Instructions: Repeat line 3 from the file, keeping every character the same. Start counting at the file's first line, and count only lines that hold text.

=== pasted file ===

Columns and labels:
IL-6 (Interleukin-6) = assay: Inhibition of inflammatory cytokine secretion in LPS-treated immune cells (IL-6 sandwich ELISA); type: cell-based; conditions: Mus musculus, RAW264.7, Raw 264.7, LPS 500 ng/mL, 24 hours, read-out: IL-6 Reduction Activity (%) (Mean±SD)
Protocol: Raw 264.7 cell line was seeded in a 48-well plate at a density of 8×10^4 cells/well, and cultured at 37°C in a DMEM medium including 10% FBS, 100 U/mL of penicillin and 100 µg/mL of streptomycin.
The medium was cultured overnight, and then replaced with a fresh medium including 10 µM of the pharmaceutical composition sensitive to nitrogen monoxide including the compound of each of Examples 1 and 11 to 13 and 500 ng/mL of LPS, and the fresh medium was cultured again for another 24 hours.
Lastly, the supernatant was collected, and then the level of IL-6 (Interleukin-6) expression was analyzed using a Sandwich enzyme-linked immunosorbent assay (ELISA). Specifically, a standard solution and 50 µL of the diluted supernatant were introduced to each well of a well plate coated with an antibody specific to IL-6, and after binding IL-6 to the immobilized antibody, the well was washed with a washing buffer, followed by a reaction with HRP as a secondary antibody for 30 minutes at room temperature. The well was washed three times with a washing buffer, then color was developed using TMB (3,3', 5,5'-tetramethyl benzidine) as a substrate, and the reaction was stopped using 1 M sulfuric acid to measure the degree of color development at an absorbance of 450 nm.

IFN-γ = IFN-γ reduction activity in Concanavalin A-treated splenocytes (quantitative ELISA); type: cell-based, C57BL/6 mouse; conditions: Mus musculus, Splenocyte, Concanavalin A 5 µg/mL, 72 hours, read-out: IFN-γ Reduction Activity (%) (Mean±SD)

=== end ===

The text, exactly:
Protocol: Raw 264.7 cell line was seeded in a 48-well plate at a density of 8×10^4 cells/well, and cultured at 37°C in a DMEM medium including 10% FBS, 100 U/mL of penicillin and 100 µg/mL of streptomycin.